2.12Bone dryer temperature. The dryer used for bone drying must heat the test cloth and energy stuffer cloths above 210 °F (99 °C).
2.13Energy consumption for the purpose of certifying the cycle selection(s) to be included in Part (B) of the energy test cycle definition. Where multiple alternate cycle selections offer a wash/rinse temperature selection for which a TUF has been developed, and that is not available on the cycle selection recommended by the manufacturer for washing cotton or linen clothes described in Part (A) of the energy test cycle definition, the alternate cycle selection with the highest energy consumption for that TUF, as measured according to this section, shall be included in the energy test cycle.
2.13.1For the TUF being considered under this section, establish the testing conditions set forth in section 2 of this test procedure. Select the applicable cycle selection and temperature selection. Use the manufacturer default settings for agitation/tumble operation, soil level, spin speed(s), wash times, rinse times, and all other wash parameters or optional features applicable to that cycle selection, including water heating time for water heating clothes washers.
2.13.2Use the clothes washer's maximum test load size, determined from Table 5.1, for testing under this section.
2.13.3For clothes washers with a manual water fill control system, user-adjustable adaptive water fill control system, or adaptive water fill control system with alternate manual water fill control system, use the water fill selector setting resulting in the maximum water level available for each cycle selection for testing under this section.
2.13.4Each wash cycle tested under this section shall include the entire active washing mode and exclude any delay start or cycle finished modes.
2.13.5Measure each cycle selection's electrical energy consumption (EB) and hot water consumption (HB). Calculate the total energy consumption for each cycle selection (ETB), as follows:
ETB = EB (HB × T × K)
Where:
EB is the electrical energy consumption, expressed in kilowatt-hours per cycle.
HB is the hot water consumption, expressed in gallons per cycle.
T = temperature rise = 75 °F (41.7 °C)
K = Water specific heat in kilowatt-hours per gallon per degree F = 0.00240 kWh/gal- °F (0.00114 kWh/L- °C)
3. Test Measurements
3.1Clothes container capacity. Measure the entire volume which a clothes load could occupy within the clothes container during active mode washer operation according to the following procedures:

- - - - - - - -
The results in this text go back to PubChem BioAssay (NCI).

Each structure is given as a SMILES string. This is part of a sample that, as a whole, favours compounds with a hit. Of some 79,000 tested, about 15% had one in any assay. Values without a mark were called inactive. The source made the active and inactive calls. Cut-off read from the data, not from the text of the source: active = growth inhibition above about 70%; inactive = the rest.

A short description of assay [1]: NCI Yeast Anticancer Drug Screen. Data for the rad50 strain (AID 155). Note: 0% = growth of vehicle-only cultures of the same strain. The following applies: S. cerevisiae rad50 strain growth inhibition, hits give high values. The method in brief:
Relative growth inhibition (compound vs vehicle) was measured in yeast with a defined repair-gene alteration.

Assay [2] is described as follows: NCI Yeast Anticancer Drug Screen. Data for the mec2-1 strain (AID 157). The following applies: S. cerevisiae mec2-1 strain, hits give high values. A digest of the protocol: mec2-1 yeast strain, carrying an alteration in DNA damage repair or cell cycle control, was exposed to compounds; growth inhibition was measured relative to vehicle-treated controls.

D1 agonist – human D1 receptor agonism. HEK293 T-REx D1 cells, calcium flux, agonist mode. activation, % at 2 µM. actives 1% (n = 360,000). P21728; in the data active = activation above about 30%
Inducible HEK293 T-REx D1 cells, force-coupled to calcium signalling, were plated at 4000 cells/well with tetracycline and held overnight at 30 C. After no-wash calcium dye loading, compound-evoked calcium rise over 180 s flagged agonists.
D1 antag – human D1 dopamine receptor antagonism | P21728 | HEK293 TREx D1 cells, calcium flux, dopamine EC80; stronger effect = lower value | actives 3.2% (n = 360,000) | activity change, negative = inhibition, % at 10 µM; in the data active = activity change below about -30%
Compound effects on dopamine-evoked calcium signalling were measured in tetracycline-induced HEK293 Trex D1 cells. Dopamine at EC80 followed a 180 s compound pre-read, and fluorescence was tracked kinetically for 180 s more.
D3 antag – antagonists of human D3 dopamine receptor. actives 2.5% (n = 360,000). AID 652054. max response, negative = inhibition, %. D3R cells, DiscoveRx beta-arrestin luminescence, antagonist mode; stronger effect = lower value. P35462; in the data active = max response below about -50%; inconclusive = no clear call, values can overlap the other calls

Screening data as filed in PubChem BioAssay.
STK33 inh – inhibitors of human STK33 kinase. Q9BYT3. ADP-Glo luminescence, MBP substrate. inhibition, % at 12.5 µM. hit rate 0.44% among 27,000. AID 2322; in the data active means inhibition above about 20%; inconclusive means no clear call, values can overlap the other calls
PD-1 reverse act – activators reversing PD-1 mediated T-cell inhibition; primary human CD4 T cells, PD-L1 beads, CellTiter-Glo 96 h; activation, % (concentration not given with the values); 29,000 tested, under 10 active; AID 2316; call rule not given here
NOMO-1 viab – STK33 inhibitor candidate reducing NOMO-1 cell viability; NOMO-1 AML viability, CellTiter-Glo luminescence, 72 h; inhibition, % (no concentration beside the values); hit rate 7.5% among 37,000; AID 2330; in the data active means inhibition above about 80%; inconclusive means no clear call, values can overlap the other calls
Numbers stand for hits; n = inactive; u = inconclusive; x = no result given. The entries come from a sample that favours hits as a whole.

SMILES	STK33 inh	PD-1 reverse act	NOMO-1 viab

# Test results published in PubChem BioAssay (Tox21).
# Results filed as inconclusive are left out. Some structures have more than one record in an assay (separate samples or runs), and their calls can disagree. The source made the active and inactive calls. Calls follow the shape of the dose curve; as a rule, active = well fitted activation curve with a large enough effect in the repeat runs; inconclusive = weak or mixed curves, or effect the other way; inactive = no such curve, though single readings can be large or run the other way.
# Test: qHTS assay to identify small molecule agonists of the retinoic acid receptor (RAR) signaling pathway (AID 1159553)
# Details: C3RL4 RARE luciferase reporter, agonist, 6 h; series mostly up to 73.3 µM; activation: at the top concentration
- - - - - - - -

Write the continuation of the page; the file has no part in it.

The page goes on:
3.1.1Place the clothes washer in such a position that the uppermost edge of the clothes container opening is leveled horizontally, so that the container will hold the maximum amount of water. For front-loading clothes washers, the shipping bolts and door seal shall remain in place during the capacity measurement.
3.1.2Line the inside of the clothes container with 2 mil (0.051 mm) plastic sheet. All clothes washer components which occupy space within the clothes container and which are recommended for use with the energy test cycle shall be in place and shall be lined with 2 mil (0.051 mm) plastic sheet to prevent water from entering any void space.
3.1.3Record the total weight of the machine before adding water.
3.1.4Fill the clothes container manually with either 60 °F ± 5 °F (15.6 °C ± 2.8 °C) or 100 °F ± 10 °F (37.8 °C ± 5.5 °C) water, with the door open. For a top-loading, vertical-axis clothes washer, fill the clothes container to the uppermost edge of the rotating portion, including any balance ring. For a front-loading, horizontal-axis clothes washer, fill the clothes container to the uppermost edge that is in contact with the door seal. For all clothes washers, any volume which cannot be occupied by the clothing load during operation must be excluded from the measurement. Measure and record the weight of water, W, in pounds.
3.1.5The clothes container capacity is calculated as follows:
C = W/d
Where:
C = Capacity in cubic feet (liters).
W = Mass of water in pounds (kilograms).
d = Density of water (62.0 lbs/ft3 for 100 °F (993 kg/m3 for 37.8 °C) or 62.3 lbs/ft3 for 60 °F (998 kg/m3 for 15.6 °C)).
3.2Procedure for measuring water and energy consumption values on all automatic and semi-automatic washers. All energy consumption tests shall be performed under the energy test cycle(s), unless otherwise specified. Table 3.2 of this Appendix defines the sections below which govern tests of particular clothes washers, based on the number of wash/rinse temperature selections available on the model, and also, in some instances, method of water heating. The procedures prescribed are applicable regardless of a clothes washer's washing capacity, loading port location, primary axis of rotation of the clothes container, and type of control system.
3.2.1Inlet water temperature and the wash/rinse temperature settings.
3.2.1.1For automatic clothes washers, set the wash/rinse temperature selection control to obtain the wash water temperature selection desired (extra hot, hot, warm, or cold) and cold rinse, and open both the hot and cold water faucets.
3.2.1.2For semi-automatic washers:
(1) For hot water temperature, open the hot water faucet completely and close the cold water faucet;
(2) For warm inlet water temperature, open both hot and cold water faucets completely;